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A robot that kind of looks like Wall-E’s big brother helped save Notre Dame

Notre Dame cathedral fire

Notre Dame was reportedly only about 15 to 30 minutes away from a fire completely destroying the historic cathedral earlier this week when Paris firefighters decided to play their last hand. Commander Jean-Claude Gallet knew it was time to send their very best firefighter into the heart of the blaze in a last-ditch effort to save the building.

Needless to say, a lot was riding on Colossus, an 1,100-pound tank of a robot that can spray more than 660 gallons of water a minute, as he rumbled toward the cathedral.

Colossus, manufactured by a French company called Shark Robotics, took aim at the cathedral’s stone walls. According to Gallet, it was the heroically named Colossus robot — fighting the fire from the inside that tore through the structure as the world watched in horror — that saved the day. And made it less critical for firefighters to enter the building and risk their own lives.

“Time was against us, the wind was against us and we had to get the upper hand,” Gabriel Plus, a spokesman for the Paris fire brigade, told The Times of London. “The priority we set was to save the two belfries. Imagine if the timber of the belfries had been weakened and the bells had collapsed. That was really our fear. In the beginning, it was not impossible to imagine that the cathedral structure could collapse.”

The Colossus robot, according to Shark Robotics, is 2.5 feet wide and a little more than 5 feet long. It can be controlled via joystick from as far as 1,000 feet away, it can crawl up stairs and it can withstand not only water and fire but even thermal radiation, according to the company.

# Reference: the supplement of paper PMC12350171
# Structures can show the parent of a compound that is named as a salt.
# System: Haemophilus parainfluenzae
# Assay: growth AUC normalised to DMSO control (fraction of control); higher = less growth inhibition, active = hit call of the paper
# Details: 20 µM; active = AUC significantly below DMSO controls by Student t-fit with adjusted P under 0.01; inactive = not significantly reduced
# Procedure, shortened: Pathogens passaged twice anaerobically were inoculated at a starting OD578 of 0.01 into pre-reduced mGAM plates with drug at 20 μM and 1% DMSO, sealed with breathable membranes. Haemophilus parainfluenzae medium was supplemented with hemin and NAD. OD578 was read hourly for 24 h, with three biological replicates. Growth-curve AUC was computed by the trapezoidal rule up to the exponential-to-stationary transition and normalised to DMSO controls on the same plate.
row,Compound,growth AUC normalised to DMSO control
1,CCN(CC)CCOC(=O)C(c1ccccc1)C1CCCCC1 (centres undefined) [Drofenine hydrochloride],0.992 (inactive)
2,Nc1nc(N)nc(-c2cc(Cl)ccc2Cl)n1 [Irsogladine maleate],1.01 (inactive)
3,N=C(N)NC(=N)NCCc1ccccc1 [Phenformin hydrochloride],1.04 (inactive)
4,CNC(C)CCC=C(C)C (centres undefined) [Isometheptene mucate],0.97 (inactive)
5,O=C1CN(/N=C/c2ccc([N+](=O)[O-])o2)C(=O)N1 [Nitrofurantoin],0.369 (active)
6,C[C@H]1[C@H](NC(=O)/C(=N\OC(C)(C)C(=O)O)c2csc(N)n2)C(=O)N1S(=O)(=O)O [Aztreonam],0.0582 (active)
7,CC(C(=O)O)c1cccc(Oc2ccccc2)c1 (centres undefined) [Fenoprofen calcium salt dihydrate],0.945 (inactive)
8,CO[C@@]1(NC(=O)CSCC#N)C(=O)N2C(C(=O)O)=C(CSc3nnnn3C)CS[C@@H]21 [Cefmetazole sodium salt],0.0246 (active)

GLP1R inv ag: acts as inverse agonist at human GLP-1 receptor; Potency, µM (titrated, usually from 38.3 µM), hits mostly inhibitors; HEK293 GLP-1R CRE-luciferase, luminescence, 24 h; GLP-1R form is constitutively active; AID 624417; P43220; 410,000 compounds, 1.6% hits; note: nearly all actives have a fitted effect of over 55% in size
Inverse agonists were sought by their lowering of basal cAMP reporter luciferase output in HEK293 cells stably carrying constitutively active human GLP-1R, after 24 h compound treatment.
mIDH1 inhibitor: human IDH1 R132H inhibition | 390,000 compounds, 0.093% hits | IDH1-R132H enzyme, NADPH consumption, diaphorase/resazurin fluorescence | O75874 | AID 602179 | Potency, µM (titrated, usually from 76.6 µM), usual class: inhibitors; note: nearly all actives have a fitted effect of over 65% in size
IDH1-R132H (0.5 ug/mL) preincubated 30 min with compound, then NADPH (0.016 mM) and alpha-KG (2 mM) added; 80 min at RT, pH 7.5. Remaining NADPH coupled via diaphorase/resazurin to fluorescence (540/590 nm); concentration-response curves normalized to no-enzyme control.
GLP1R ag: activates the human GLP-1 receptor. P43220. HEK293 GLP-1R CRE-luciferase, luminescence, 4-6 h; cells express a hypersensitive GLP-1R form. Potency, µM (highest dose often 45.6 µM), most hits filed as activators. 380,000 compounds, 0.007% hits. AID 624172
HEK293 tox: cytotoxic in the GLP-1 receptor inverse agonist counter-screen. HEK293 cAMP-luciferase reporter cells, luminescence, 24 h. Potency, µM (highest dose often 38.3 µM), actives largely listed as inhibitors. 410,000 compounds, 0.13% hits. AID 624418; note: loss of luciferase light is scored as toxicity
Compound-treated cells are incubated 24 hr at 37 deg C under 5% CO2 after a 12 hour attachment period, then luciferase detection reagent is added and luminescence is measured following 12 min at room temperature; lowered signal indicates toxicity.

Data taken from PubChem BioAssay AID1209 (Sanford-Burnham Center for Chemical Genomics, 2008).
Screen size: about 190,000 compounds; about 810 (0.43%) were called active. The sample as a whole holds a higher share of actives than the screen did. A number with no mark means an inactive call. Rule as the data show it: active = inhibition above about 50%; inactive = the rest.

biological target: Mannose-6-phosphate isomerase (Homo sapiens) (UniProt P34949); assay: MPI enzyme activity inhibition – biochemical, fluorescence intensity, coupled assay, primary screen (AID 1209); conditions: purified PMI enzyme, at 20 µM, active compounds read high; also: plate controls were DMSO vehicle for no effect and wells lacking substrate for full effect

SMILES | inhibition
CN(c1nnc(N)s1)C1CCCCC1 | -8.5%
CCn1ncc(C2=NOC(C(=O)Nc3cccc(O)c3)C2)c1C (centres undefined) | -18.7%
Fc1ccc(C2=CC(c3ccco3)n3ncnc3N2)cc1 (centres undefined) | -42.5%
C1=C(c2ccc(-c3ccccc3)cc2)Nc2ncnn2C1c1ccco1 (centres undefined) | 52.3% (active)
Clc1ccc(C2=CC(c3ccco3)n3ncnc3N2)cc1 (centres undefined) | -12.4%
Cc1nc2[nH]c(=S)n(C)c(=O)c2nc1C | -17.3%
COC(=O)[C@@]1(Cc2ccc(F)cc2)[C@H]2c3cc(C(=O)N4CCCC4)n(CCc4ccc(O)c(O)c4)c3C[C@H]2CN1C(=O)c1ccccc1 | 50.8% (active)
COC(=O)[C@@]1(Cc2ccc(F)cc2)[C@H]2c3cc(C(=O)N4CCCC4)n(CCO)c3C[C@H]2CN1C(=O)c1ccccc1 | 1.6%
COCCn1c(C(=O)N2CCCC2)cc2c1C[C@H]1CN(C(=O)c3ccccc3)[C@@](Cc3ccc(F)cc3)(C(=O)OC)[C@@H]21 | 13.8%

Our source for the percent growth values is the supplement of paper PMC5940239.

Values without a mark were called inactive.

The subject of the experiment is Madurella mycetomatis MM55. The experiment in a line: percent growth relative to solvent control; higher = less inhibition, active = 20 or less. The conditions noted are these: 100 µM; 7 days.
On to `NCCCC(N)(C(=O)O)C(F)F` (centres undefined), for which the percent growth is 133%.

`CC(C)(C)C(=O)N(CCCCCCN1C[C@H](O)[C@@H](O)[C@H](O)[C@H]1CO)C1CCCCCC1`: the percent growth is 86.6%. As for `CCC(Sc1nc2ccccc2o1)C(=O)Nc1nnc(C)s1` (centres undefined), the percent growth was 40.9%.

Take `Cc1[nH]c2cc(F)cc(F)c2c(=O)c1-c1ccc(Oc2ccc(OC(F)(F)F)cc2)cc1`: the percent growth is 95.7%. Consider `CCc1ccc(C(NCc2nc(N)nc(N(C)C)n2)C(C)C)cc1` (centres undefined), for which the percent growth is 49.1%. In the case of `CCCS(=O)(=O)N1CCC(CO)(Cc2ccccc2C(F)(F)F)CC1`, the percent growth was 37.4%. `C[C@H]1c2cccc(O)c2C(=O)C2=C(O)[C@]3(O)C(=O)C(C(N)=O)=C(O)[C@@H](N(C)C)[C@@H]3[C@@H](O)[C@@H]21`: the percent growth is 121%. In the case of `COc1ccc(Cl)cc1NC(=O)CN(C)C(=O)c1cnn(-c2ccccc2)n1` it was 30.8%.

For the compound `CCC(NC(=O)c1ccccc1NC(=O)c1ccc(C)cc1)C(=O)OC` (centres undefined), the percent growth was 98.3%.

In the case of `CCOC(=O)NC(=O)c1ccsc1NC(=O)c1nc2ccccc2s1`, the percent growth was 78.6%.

Lithium ion batteries also allow it to last for as much as eight hours.

According to the company, Colossus is deployed with the Paris Firefighter Brigade as well as a variety of other French regional services. Its presence allowed the Paris firefighters to act quickly when they’d previously been weighing a decision they didn’t know how to answer — should they direct the firefighters on hand toward saving the roof from fire? Or focus on keeping the flames from spreading throughout the structure?

Complicating matters was the fact the wind was blowing, and a police drone flying above the cathedral didn’t reveal much in the way of actionable information.

Reliance on the Colossus robot during this incident, of course, has already sparked talk of relying on such machines even more in dangerous settings that involves fires or other elements. Companies and individuals from around the world have already started pledging funds to help rebuild the 855-year-old cathedral, but it’s certainly worth highlighting the fact that it’s able to rebuilt and saved at all thanks to a quick-acting, talented firefighter that also happens to be a robot.

Andy is a reporter in Memphis who also contributes to outlets like Fast Company and The Guardian. When he’s not writing about technology, he can be found hunched protectively over his burgeoning collection of vinyl, as well as nursing his Whovianism and bingeing on a variety of TV shows you probably don’t like.

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